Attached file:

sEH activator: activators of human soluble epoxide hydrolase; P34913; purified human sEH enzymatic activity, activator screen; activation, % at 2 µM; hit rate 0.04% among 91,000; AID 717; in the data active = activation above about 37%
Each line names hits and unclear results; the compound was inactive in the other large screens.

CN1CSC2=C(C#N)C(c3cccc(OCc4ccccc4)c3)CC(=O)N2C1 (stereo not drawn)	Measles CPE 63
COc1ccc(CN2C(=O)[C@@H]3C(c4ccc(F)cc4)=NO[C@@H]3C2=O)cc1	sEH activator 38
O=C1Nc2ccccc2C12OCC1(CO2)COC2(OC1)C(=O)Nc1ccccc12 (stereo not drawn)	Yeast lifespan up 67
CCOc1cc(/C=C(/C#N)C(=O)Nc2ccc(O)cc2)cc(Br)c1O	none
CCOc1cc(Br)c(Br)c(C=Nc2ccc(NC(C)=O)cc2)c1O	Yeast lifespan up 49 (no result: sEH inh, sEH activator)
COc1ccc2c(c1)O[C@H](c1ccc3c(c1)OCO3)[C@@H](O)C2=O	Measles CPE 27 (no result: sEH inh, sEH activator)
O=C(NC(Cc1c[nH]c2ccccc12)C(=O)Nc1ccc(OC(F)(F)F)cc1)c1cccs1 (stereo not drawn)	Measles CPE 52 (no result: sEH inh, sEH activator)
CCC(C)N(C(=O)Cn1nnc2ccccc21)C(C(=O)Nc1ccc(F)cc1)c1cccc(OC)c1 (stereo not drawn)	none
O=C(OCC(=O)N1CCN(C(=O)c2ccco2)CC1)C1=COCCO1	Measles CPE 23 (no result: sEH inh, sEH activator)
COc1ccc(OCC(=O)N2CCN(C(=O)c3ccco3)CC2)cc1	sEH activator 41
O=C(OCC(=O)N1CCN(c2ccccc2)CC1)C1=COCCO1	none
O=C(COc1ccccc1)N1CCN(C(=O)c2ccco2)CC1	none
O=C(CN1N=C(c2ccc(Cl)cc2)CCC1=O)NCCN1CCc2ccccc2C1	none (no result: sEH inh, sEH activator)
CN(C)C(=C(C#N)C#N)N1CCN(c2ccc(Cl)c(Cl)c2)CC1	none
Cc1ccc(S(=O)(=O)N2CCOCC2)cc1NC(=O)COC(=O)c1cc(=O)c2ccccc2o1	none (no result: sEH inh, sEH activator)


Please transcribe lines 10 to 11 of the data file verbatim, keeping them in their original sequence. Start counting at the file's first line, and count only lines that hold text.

CCC(C)N(C(=O)Cn1nnc2ccccc21)C(C(=O)Nc1ccc(F)cc1)c1cccc(OC)c1 (stereo not drawn)	none
O=C(OCC(=O)N1CCN(C(=O)c2ccco2)CC1)C1=COCCO1	Measles CPE 23 (no result: sEH inh, sEH activator)